It also came through that the crimes against Mother Earth are often wilfully committed because some people and the transnational corporations see nature as capital and Mother Earth as a dead organism. In a proposed case against cruel treatment of animals we saw shocking video of a wounded bull being butchered alive with hundreds of people gleefully watching.

The prosecutors, Ramiro Avila and Linda Sheehan led the witnesses in bringing out deep systemic alternatives to environmental protection and seeking to show that it must be acknowledged that ecosystems have the right to exist, persist, maintain and regenerate their vital cycles and that these ought to have legal standing in a court of law. The line-up of witnesses helped to ensure that Indigenous Peoples and oppressed communities had the space to share their unique concerns, knowledge and solutions about land, water, air and culture with the global community.

The presentations by experts and victims showed that climate change violates Articles 2 Sub sections a-j of the Universal Declaration of Rights of Mother Earth, especially the right to life and to exist; the right to be respected and “the right to regenerate its bio-capacity and to continue its vital cycles and processes free from human disruptions.”

Witnesses underscored the fact that although climate change is caused mostly by human activities, it is inaccurate to place that blame and the burden for action on all humans. In his presentation, Pablo Solon stressed that 10% of the richest individuals in the world contribute 49 per cent of the greenhouse gas (GHG) emissions and 90 companies contribute over 60 per cent of all GHG emissions. The top corporate polluters include Chevron, ExxonMobil (USA), Saudi Aramco (Saudi), BP (UK), Gazprom (Russia) and Royal Dutch Shell (Netherlands).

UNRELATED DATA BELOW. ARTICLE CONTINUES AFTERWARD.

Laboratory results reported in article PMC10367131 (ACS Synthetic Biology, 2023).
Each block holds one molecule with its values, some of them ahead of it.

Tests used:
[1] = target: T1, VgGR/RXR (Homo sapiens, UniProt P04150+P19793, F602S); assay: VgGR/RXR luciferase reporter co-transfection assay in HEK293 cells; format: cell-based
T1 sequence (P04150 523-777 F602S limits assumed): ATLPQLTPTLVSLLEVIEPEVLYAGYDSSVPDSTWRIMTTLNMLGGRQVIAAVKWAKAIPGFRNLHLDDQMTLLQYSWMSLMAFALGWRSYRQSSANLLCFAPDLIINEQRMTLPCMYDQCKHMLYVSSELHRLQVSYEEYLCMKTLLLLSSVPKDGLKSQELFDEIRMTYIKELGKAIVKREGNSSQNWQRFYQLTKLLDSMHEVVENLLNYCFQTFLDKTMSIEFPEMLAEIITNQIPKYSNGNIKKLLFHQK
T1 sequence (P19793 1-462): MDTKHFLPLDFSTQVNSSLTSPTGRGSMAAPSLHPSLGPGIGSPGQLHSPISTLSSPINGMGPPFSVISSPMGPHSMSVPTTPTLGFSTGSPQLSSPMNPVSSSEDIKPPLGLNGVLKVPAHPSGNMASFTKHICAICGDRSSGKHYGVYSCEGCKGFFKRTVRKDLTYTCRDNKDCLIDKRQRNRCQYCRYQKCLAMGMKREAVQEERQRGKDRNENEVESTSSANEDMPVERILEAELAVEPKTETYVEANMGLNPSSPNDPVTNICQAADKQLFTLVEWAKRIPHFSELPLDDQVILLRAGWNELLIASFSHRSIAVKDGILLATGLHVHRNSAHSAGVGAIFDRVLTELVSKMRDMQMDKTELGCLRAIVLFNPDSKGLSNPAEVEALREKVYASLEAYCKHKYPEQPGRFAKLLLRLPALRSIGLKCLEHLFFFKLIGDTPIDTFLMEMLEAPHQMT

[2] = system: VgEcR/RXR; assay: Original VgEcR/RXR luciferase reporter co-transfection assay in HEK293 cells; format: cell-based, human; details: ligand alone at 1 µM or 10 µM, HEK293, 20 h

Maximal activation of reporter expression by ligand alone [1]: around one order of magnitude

Evidence were adduced to show that the trio of governments/politicians, transnational corporations and the UNFCCC are complicit in the climate crimes as they work together to ensure that real solutions are avoided, binding commitments to cut emission are set aside in preference for voluntary or intended actions. In addition, the tribunal rejected the claims that destructive actions were taken on the basis of the necessity of development or that when emissions began to happen, and grew, the polluters did not know or anticipate the outcomes, are unacceptable.

The case was established that at play is the logic of capital and power and that the major corporations who have caused the problems are the sponsors of the COPs and have hijacked the system.

The fact that the extreme forms of extraction promoted by humans are crimes against Mother Earth came through very forcefully when the case of hydraulic fracturing or fracking was taken. Fracking was presented as a RAPE of the Earth and is one of the worst threats against the planet. Facts adduced in this case include that it sets stage for disaster each frack uses up to 2-8 million gallons of fresh water and that one well may be fracked up to 18 times. The process involves the use of up to 750 chemicals many of which, including benzene and formaldehyde are toxic. Billions of gallons of “frack fluid” and 60 per cent of chemicals used remain or are stored underground while the remainder are stored in open air pits.

“We all need nature to survive and it is fundamental that we protect her. Governments should hear the indigenous people who are in the frontlines of defending nature…My struggle is for you, for all of us and for the future of humanity and for the future of our children.”